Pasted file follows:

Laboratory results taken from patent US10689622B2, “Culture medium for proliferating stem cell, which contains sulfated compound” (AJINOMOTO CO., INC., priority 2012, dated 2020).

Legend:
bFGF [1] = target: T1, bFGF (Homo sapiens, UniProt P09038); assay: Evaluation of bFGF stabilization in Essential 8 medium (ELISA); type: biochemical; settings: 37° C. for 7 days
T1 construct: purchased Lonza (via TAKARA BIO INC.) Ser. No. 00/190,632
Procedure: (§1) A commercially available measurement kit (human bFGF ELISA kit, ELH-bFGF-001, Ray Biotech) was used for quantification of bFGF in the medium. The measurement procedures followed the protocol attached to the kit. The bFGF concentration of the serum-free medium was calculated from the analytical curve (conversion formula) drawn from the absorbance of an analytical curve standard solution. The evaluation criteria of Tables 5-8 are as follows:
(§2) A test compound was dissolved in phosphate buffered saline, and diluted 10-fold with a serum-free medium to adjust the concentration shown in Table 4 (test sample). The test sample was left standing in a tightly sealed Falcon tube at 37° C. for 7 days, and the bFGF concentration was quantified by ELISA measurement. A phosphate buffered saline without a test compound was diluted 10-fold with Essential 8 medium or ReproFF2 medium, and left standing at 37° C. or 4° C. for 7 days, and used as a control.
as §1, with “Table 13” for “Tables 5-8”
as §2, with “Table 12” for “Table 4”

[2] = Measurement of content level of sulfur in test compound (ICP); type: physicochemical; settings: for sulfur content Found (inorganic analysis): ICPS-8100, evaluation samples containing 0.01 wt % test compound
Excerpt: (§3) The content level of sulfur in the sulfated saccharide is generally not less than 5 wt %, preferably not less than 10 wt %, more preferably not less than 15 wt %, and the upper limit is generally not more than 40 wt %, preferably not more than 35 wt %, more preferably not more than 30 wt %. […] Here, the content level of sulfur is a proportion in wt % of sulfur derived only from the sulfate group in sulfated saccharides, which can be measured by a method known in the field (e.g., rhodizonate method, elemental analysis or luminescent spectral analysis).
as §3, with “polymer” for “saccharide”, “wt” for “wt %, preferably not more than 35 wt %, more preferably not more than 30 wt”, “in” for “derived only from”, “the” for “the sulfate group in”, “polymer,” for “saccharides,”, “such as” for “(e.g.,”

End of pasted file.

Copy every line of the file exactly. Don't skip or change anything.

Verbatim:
Laboratory results taken from patent US10689622B2, “Culture medium for proliferating stem cell, which contains sulfated compound” (AJINOMOTO CO., INC., priority 2012, dated 2020).

Legend:
bFGF [1] = target: T1, bFGF (Homo sapiens, UniProt P09038); assay: Evaluation of bFGF stabilization in Essential 8 medium (ELISA); type: biochemical; settings: 37° C. for 7 days
T1 construct: purchased Lonza (via TAKARA BIO INC.) Ser. No. 00/190,632
Procedure: (§1) A commercially available measurement kit (human bFGF ELISA kit, ELH-bFGF-001, Ray Biotech) was used for quantification of bFGF in the medium. The measurement procedures followed the protocol attached to the kit. The bFGF concentration of the serum-free medium was calculated from the analytical curve (conversion formula) drawn from the absorbance of an analytical curve standard solution. The evaluation criteria of Tables 5-8 are as follows:
(§2) A test compound was dissolved in phosphate buffered saline, and diluted 10-fold with a serum-free medium to adjust the concentration shown in Table 4 (test sample). The test sample was left standing in a tightly sealed Falcon tube at 37° C. for 7 days, and the bFGF concentration was quantified by ELISA measurement. A phosphate buffered saline without a test compound was diluted 10-fold with Essential 8 medium or ReproFF2 medium, and left standing at 37° C. or 4° C. for 7 days, and used as a control.
as §1, with “Table 13” for “Tables 5-8”
as §2, with “Table 12” for “Table 4”

[2] = Measurement of content level of sulfur in test compound (ICP); type: physicochemical; settings: for sulfur content Found (inorganic analysis): ICPS-8100, evaluation samples containing 0.01 wt % test compound
Excerpt: (§3) The content level of sulfur in the sulfated saccharide is generally not less than 5 wt %, preferably not less than 10 wt %, more preferably not less than 15 wt %, and the upper limit is generally not more than 40 wt %, preferably not more than 35 wt %, more preferably not more than 30 wt %. […] Here, the content level of sulfur is a proportion in wt % of sulfur derived only from the sulfate group in sulfated saccharides, which can be measured by a method known in the field (e.g., rhodizonate method, elemental analysis or luminescent spectral analysis).
as §3, with “polymer” for “saccharide”, “wt” for “wt %, preferably not more than 35 wt %, more preferably not more than 30 wt”, “in” for “derived only from”, “the” for “the sulfate group in”, “polymer,” for “saccharides,”, “such as” for “(e.g.,”